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National Guard Post PA School

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I have been considering the military after I graduate PA school because I have a significant amount of debt and I think it would be a great experience. Can someone explain the process of joining the National Guard as a PA with no previous military experience? Also, what is the commitment and role of a PA in the guard? Are there significant benefits for loan repayment? I would rather hear this first from someone who has been in this situation rather than a recruiter. 


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This is a great option to get your loans repaid, BUT (and it is a big but), remember you are at the mercy of whichever service you join and they may ship you off on very short notice to Iraq, Afghanistan, etc. Recruiters lie. They will tell you it is "one weekend a month and two weeks every summer". In Peacetime, sure. Just remember you can be called up for national disasters, to back up regular army groups, etc. A good friend of mine signed up for loan repayment purposes, was told the chance of deployment was "unlikely and remote" and was shipped to Afghanistan right from his advanced officers basic training. No notice. Get on the bus. you are being activated.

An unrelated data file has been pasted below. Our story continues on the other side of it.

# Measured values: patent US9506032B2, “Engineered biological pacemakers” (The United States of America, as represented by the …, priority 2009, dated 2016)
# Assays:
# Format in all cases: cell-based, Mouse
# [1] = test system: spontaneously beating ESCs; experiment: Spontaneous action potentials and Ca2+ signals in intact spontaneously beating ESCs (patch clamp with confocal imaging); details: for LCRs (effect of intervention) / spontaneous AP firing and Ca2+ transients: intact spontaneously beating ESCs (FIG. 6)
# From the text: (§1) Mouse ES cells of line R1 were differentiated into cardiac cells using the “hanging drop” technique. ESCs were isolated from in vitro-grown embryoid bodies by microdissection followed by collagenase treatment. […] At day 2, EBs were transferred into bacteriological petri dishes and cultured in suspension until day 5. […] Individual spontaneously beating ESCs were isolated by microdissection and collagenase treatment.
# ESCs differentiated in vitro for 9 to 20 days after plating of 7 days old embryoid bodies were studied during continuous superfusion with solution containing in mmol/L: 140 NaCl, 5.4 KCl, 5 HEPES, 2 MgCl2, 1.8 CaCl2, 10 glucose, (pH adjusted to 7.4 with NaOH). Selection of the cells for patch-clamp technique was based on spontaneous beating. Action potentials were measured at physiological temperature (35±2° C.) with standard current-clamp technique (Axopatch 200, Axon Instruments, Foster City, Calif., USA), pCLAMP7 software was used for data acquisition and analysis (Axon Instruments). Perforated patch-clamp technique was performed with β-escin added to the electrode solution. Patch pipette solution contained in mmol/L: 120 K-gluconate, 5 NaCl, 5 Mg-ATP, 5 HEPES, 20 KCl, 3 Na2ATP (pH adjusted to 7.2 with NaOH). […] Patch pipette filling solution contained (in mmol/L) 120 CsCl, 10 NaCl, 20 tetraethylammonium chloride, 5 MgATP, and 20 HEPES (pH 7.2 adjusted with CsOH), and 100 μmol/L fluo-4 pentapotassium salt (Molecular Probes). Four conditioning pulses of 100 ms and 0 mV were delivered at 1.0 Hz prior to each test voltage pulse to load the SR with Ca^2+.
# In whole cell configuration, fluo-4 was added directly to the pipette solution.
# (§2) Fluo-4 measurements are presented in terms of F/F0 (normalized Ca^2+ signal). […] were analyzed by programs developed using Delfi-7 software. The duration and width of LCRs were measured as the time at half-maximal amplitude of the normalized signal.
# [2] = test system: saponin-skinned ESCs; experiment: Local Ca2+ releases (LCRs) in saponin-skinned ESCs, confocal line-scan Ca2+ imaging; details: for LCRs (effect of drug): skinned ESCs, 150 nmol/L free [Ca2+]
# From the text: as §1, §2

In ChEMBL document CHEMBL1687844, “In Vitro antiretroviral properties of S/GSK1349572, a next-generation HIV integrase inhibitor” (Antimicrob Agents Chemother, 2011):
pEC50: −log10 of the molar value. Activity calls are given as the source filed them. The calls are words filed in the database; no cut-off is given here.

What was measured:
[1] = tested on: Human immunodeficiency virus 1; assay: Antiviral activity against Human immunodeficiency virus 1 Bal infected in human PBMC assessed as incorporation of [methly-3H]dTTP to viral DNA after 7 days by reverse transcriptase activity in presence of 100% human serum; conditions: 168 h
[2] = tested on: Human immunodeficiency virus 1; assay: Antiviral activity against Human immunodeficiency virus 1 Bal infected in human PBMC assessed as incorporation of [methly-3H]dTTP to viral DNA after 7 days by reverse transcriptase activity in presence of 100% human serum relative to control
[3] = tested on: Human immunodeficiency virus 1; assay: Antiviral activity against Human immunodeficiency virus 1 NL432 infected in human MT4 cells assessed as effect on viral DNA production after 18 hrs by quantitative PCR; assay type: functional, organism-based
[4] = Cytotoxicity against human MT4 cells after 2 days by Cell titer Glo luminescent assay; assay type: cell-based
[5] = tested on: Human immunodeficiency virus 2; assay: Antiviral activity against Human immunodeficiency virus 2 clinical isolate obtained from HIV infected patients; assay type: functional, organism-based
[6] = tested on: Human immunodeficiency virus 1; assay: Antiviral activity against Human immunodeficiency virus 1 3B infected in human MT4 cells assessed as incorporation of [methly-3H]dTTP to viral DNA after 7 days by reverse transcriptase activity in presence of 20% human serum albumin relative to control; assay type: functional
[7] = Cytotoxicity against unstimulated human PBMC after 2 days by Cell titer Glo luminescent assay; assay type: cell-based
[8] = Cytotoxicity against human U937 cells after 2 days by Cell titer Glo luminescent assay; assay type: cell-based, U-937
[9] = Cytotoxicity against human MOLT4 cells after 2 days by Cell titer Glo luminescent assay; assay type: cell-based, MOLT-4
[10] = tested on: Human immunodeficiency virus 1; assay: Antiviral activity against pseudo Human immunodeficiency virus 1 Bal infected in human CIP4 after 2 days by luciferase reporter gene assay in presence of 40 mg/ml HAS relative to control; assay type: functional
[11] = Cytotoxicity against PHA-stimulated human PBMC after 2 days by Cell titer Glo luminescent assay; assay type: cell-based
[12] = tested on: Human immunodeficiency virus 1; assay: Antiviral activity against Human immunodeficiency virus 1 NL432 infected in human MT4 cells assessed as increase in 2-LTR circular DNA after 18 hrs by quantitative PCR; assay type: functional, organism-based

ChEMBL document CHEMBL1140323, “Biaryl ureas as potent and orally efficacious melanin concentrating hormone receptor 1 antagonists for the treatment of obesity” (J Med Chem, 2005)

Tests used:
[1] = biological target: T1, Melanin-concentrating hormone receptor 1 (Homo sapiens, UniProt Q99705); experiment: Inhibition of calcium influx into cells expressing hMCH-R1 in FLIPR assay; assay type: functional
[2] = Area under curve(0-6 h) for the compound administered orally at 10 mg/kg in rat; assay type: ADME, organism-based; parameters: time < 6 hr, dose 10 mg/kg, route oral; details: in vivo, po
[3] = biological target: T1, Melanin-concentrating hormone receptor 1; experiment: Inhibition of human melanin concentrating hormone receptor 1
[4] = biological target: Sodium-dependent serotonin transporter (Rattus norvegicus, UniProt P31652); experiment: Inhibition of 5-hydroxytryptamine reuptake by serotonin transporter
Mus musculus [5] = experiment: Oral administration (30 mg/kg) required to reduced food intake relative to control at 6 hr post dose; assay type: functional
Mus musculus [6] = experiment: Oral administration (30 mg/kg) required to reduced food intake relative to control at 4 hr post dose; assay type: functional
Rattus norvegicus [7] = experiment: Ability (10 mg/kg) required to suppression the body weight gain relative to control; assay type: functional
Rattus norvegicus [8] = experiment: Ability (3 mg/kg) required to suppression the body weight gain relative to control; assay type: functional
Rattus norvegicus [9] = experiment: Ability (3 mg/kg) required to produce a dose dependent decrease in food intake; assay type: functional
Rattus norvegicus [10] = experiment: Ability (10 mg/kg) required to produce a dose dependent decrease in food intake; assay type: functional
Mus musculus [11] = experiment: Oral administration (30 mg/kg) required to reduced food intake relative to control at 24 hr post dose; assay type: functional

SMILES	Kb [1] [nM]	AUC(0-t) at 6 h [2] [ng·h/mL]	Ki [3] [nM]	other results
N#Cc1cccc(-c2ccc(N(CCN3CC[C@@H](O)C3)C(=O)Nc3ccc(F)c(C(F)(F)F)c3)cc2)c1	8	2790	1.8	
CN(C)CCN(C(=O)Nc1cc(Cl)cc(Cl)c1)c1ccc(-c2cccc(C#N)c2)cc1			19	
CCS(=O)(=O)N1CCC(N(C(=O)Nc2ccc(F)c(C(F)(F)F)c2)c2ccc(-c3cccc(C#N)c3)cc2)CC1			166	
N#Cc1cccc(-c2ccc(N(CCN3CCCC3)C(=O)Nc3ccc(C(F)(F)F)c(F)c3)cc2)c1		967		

If you are ok with that and feel a desire or calling to serve, more power to you and best of luck, but if you think it is free loan repayment and a "money for nothing, chicks for free" situation you may find yourself unpleasantly surprised. 

Image result for picture one weekend a month two weeks a summer iraq

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EMEDPA gave good advice OP. I was in the Guard back in the day and spent a year in Afghanistan doing combat operations when it was pretty hot there. My unit has also spent significant amounts of time in Iraq, Kuwait, the horn of Africa, etc. I wasn't a PA when I was in, so I can't speak much on that specifically, but I've heard it's a sweet gig relative to a lot of other jobs (key word relative -- it's still the military, and there's still a lot of BS involved regardless of your specific job). 

The deployment tempo for the Guard was much higher in the mid-late 2000's and early 2010's, but you should still be aware of the possibility of deploying and should probably expect to do at least one deployment during your contract (not a guarantee, but it's a significant commitment if you do deploy since they're usually 9-12 months long). We still have troops (including National Guard units) in Iraq, Afghanistan, Syria, Kuwait, etc, so those are still very real possibilities. Then of course there are the state-side disaster duties.  

The benefits can be pretty good, but just do your research and know what you're getting yourself into. 

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